SPEARFISH — People may think fish weren’t affected by winter storm Atlas, but storm-related problems left about 1,000 fish dead and fisheries officials are looking for options to protect others exposed to predators.
Several feet of snow plugged the small feeder creek to the D.C. Booth Historic National Fish Hatchery and Archives in Spearfish that provides water to the ponds and raceways home to about 30,000 fish at present.
That snow basically absorbed the water and only a trickle was flowing into one of the raceways with brood stock rainbow trout.
When Mitch Adams, the ranger at D.C. Booth, discovered the problem, approximately 1,000 fish, or about 90 percent, in one raceway were dead.
“It’s a pretty sad deal,” Adams said.
The hatchery is equipped with a backup well, but the amount of water required at the hatchery quickly overwhelmed the capacity of the well.
Adams found the problem on the morning of Oct. 5. “I caught it at the last minute and started diverting water,” he said.
Adams, who works for the U.S. Fish and Wildlife Service, is the only person allowed on hatchery grounds during the government shutdown.
“If there had been more people here a lot of this could have been avoided,” he said. “Someone would have noticed it earlier.”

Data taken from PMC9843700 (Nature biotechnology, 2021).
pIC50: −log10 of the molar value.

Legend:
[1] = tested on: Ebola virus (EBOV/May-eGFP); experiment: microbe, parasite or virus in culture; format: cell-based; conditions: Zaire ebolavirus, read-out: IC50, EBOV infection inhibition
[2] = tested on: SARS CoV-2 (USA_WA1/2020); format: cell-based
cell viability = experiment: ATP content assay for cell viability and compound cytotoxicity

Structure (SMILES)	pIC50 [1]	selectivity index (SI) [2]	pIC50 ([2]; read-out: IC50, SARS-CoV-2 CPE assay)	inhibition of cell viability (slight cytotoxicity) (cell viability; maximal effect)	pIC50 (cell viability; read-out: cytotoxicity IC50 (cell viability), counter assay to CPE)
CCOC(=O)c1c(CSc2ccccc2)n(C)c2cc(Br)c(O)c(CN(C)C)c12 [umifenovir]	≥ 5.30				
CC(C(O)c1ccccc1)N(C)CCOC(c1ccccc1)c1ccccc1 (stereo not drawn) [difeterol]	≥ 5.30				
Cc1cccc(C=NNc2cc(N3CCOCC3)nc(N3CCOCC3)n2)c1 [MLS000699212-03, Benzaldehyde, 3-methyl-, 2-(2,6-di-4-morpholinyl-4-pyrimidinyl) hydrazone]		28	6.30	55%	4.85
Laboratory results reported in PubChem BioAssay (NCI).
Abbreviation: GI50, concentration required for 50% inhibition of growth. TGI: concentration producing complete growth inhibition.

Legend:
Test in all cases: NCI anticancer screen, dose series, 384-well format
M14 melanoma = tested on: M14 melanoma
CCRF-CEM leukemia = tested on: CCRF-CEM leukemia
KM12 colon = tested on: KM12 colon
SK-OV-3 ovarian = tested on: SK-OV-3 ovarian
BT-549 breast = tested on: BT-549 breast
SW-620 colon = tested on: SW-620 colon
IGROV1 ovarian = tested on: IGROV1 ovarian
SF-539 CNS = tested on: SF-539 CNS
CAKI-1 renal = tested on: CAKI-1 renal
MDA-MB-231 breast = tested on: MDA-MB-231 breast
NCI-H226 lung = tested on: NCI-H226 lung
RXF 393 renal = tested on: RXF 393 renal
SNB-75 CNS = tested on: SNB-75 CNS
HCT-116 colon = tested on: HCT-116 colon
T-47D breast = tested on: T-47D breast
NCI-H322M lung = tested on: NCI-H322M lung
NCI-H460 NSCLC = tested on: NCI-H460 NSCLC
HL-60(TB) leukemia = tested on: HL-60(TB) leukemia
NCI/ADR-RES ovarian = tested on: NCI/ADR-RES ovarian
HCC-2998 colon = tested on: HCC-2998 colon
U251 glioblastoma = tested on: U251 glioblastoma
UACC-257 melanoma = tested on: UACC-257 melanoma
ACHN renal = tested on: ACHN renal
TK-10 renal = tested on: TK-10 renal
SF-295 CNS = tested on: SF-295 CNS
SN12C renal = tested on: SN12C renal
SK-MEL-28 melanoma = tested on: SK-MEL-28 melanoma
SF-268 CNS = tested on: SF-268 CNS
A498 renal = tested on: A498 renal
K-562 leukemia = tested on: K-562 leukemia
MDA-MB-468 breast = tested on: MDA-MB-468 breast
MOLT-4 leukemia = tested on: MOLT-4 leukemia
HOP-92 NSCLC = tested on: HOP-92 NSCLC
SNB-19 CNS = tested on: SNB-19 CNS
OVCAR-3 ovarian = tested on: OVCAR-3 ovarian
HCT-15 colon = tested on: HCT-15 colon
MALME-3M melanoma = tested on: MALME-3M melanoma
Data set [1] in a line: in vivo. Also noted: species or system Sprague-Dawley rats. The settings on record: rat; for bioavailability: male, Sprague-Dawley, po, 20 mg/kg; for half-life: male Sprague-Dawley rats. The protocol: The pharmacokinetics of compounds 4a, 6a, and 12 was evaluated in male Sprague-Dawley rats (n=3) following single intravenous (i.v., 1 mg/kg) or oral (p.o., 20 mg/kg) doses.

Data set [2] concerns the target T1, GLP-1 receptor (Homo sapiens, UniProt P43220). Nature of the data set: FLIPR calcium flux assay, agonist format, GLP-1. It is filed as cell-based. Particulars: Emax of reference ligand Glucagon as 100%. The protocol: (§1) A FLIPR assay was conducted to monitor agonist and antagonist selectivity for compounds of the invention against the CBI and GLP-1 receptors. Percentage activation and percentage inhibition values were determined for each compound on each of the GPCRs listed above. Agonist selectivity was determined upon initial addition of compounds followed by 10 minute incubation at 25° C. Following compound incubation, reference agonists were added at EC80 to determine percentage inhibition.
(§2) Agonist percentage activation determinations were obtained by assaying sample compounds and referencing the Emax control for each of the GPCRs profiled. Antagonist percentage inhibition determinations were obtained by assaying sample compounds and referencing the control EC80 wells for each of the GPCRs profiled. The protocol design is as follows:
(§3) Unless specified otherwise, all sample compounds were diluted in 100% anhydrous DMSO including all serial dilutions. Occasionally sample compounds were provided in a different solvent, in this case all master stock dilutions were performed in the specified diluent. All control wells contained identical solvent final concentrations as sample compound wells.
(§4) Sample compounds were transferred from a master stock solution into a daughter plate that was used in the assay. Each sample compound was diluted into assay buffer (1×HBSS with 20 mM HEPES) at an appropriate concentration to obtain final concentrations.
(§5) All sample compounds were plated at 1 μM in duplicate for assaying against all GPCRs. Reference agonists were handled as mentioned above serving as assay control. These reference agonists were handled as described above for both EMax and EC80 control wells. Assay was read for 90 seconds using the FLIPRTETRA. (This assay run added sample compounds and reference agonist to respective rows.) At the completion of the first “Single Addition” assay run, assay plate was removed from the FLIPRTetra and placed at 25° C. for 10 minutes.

At McNenny State Fish Hatchery, near the Wyoming state line, the raceway covers, called WeatherPorts, collapsed under the weight of the snow.
The covers, about 16 feet wide and 300 feet long, are essentially large tents held up by tubular steel supports that keep the sun and predators out of the fish-rich raceways.
“The weight of the snow collapsed the tubular steel,” said Mike Barnes, manager of the state-run hatchery that raises and stocks rainbow trout and Chinook salmon.
Barnes said about 6,000 trout and 12,000 salmon need to be stocked still this year. Another 50,000 trout will still be reared at the hatchery for next year.
Barnes said he did not know the cost to replace the WeatherPorts but said they would cost “a good chunk of change.”
Barnes said the sun now beating down on the raceways will create more algae growth, and predators, like herons and ospreys, will now be able to feed on the small fish.
“Anglers won’t notice a difference and there won’t be a loss in production. We will just need to grow some more to make up the losses,” he said.